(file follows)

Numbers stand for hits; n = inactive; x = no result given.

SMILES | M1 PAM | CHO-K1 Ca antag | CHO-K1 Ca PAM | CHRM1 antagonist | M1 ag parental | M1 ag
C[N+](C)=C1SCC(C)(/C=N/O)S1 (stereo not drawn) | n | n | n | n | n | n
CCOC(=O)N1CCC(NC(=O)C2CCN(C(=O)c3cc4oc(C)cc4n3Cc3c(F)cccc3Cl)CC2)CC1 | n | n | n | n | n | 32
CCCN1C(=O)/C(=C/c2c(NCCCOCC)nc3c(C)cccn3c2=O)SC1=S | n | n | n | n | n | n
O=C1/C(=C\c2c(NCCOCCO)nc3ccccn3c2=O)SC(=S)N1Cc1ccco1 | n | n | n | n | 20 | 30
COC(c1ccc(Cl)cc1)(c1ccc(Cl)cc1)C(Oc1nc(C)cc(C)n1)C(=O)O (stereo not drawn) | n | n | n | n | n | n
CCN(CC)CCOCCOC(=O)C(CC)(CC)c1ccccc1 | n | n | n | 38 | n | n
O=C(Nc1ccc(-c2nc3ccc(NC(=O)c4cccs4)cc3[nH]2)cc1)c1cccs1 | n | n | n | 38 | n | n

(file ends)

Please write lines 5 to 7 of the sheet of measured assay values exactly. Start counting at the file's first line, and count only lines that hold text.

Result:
CCCN1C(=O)/C(=C/c2c(NCCCOCC)nc3c(C)cccn3c2=O)SC1=S | n | n | n | n | n | n
O=C1/C(=C\c2c(NCCOCCO)nc3ccccn3c2=O)SC(=S)N1Cc1ccco1 | n | n | n | n | 20 | 30
COC(c1ccc(Cl)cc1)(c1ccc(Cl)cc1)C(Oc1nc(C)cc(C)n1)C(=O)O (stereo not drawn) | n | n | n | n | n | n